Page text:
Thursday, December 21, 2006

Sunset for Detroit?

A smaller, more humble Detroit might just be the best thing for the U.S. auto industry.

It won’t be much longer now. We’ve known for some time that the Big Three’s reign would one day come to an end. Refusing to learn from their mistakes, General Motors Corp., Chrysler and Ford Motor Co. continued to churn out gas-guzzling clunkers that consumers just didn’t want. The first of the Big Three to fall was Chrysler, absorbed in a laughable “merger of equals” with Daimler-Benz in 1998. That left the Big Two: Ford and GM.

Despite a legacy dating back to the “inventor” of the automobile, Ford is practically melting away. Its “Way Forward” campaign aims to reduce its work force by 30,000 employees and shutter 14 manufacturing plants. Chairman Bill Ford’s actions have made it clear that the family’s goal is to preserve its wealth over preserving the company.

That leaves GM, currently the world’s largest automaker. Like Ford, GM has been hemorrhaging jobs, market share, plants and cash. GM recently refused to consider a proposed global alliance with Carlos Ghosn’s Renault-Nissan, preferring to go it alone.

The Big Three’s losses have been the Japanese and Korean automakers’ gains. Toyota will soon replace GM as the world’s No. 1 automaker. But, as GM and Ford (and DaimlerChrysler, too) discovered, bigger doesn’t necessarily mean better. Toyota’s ascendancy to the No. 1 spot may be exactly what Detroit needs to revitalize: By being smaller, more nimble and more driven (pardon the pun), U.S. automakers may be able to compete more effectively against their larger Japanese rivals.

Already Toyota is worried about being too big and too slow to react to the market. A recent Wall Street Journal article discusses Toyota CEO Katsuaki Watanabe’s fears. Forget kaizen, the relentless focus on incremental improvement. According to The Wall Street Journal, Watanabe wants kakushin—revolutionary change in how Toyota designs cars and factories. “His ultimate aim: Cut at least a trillion yen ($8.68 billion) in vehicle costs in the next three to four years—the equivalent of about $1,000 a vehicle—and keep slashing costs at similar rates thereafter,” says Norihiko Shirouzu, writing in the Dec. 9, 2006, issue of the Wall Street Journal. “That is on top of one trillion yen Toyota squeezed out of its parts purchasing from 2000 through 2004, an effort led by Mr. Watanabe in an earlier role.” Does this sound like a man content to let Toyota rest on its laurels?

GM and Ford have seen disastrous results in product design and innovation from their narrow focus on cost cutting. Let’s hope that Toyota doesn’t forget about the customer in its drive to slash costs.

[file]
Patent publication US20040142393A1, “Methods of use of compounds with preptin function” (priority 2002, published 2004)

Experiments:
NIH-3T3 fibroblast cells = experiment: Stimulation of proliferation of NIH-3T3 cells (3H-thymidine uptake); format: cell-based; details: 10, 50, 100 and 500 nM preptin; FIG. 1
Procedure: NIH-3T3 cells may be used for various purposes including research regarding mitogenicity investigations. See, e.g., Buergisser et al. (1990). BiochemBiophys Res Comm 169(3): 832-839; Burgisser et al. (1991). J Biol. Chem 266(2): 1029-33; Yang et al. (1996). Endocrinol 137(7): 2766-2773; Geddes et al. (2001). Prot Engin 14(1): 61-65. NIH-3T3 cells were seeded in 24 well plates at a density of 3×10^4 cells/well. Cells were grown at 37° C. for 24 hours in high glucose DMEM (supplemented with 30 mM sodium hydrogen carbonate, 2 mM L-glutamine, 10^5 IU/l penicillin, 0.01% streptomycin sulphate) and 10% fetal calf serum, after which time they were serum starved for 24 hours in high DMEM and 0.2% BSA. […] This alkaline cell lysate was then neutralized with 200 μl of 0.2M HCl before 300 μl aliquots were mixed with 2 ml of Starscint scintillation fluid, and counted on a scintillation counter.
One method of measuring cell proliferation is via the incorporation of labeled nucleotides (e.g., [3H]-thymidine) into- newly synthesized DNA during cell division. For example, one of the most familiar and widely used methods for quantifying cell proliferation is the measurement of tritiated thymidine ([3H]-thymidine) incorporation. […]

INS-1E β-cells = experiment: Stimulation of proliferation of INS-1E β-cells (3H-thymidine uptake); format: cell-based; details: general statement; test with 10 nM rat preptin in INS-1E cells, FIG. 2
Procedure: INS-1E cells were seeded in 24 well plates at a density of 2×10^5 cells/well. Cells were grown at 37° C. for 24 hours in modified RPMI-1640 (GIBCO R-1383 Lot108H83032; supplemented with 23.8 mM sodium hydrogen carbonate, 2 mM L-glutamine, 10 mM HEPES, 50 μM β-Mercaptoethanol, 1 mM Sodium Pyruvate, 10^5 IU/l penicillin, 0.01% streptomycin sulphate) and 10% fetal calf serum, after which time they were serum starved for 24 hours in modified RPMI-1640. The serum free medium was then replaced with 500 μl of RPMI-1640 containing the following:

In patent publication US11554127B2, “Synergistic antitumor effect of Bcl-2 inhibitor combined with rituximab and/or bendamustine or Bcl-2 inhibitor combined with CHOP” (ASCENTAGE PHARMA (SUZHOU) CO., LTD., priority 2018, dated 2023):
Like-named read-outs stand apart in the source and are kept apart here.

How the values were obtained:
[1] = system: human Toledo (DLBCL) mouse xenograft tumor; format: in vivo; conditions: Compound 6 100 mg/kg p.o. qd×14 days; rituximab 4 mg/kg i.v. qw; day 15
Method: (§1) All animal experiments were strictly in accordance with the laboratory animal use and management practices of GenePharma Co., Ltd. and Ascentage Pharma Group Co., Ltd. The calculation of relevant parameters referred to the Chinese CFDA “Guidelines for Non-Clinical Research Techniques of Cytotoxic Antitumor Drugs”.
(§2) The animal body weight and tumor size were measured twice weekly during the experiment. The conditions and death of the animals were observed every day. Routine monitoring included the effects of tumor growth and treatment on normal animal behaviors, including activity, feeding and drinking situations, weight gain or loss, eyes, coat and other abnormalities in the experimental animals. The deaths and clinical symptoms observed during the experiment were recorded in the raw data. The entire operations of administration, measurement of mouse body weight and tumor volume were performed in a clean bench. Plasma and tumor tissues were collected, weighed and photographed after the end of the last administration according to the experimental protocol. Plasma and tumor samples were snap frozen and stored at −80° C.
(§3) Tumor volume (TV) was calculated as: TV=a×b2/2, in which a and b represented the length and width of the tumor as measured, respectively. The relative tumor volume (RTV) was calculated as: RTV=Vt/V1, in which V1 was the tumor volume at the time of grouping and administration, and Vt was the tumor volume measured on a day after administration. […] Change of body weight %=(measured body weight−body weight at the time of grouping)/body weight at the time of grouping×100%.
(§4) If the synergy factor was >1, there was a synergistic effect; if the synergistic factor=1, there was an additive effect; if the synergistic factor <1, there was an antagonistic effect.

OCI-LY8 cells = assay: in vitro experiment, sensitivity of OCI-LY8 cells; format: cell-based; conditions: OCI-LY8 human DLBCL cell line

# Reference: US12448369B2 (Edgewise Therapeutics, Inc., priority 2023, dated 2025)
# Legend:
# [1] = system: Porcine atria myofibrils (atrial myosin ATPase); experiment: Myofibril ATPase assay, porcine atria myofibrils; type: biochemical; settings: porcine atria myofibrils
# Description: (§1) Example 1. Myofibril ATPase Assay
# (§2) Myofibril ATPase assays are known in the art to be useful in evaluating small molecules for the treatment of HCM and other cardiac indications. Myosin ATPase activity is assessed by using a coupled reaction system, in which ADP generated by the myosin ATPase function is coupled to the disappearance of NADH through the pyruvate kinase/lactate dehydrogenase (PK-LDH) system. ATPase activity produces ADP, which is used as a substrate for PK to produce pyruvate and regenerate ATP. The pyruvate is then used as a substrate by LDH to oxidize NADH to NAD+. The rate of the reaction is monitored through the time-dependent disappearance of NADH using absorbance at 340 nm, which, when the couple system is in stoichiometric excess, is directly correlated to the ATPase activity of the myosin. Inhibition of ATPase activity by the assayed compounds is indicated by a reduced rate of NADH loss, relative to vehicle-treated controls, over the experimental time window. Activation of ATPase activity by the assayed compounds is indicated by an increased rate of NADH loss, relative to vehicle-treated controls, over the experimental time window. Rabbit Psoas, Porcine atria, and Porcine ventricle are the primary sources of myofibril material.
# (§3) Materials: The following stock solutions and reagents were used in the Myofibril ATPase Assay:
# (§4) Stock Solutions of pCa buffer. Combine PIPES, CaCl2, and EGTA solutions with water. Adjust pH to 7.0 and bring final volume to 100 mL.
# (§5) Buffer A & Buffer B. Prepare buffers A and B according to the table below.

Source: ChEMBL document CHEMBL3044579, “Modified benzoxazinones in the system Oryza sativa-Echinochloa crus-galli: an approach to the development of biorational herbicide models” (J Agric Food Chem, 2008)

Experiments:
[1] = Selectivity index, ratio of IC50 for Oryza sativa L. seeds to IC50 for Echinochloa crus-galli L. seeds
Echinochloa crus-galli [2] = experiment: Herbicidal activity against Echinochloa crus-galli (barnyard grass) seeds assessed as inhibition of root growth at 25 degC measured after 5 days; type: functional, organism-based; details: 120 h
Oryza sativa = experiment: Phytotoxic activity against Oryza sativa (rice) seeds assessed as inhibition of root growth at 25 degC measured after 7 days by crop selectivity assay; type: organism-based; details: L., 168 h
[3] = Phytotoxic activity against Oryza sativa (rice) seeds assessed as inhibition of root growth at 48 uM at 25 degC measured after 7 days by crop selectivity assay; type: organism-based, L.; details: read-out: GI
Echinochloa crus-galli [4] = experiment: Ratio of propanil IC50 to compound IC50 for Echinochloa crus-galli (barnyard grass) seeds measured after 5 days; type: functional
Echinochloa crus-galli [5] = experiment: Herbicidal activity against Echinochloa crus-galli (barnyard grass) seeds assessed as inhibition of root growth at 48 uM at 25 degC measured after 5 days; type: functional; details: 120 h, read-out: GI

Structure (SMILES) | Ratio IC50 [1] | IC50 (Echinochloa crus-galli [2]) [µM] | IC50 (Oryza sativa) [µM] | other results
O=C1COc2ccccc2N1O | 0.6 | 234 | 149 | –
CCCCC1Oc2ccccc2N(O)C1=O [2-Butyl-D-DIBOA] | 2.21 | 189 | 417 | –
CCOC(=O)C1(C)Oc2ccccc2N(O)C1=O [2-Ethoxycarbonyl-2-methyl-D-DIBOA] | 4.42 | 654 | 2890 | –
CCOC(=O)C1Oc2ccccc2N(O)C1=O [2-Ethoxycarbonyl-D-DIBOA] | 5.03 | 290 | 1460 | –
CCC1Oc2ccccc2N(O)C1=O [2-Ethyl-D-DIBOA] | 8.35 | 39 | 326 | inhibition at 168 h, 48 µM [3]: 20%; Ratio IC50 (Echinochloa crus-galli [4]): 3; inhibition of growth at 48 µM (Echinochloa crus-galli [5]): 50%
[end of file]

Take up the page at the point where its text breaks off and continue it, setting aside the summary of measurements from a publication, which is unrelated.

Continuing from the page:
So far Toyota’s growth in market share has been matched by growth in profitability. But remember how profitable Ford and GM were in the 1980s and 1990s? Toyota has also seen an increase in the number of vehicle recalls and quality problems. Some chinks in Toyota’s armor are beginning to appear. “In the U.S., the number of Toyota recalls hit 2.38 million vehicles last year, more than the 2.26 million vehicles the automaker sold the same year,” writes Shirouzu in the Dec. 11, 2006, issue of the Wall Street Journal.

Back in the days when quality was supposedly “job one” at Ford, lean and mean Toyota and Honda pecked away at the Big Three’s market share by focusing their resources on building exactly what the consumer wanted and relentlessly improving existing models. Honda introduced the Civic in 1972, and has refined and improved it ever since. U.S. automakers can’t stand to keep a model in production for more than a few years before killing it off in favor of something new. Remember the Taurus? Once America’s best-selling car, it slipped quietly away and recently ceased production.

The new leaner and meaner Detroit might have a chance to beat the Japanese, Koreans and, quite probably, the Chinese at their own game. If they can use their smaller work force, flattened bureaucracy, and (hopefully) a newfound humbleness to regain a focus on improving quality and giving consumers what they want, they can compete. If not, don’t be surprised if one day you’re checking out a new Toyota Mustang or Hyundai Corvette. Think it can’t happen? Not many people thought they would be driving a Daimler-made Chrysler, a Ford-made Volvo or a GM-made Saab.

There is hope for Detroit. As Shirouzu wrote in his Dec. 9, Wall Street Journal article, “Toyota is finding that there are limits to its efficiency drive, with each incremental improvement increasingly hard to win. In 1998, it took the Japanese company 21.6 hours to assemble one car in North America, more than 10 hours faster than GM. By last year, Toyota had improved only marginally, to 21.3, while GM had almost caught up.” It’s easy to see why Toyota’s Watanabe is worried.

What are your thoughts on the future of U.S. auto manufacturing? Will Ford and GM remain independent? Should they? Can they successfully compete against Japan, Korea, China and the Europeans?

Wednesday, December 06, 2006

Parenting a Business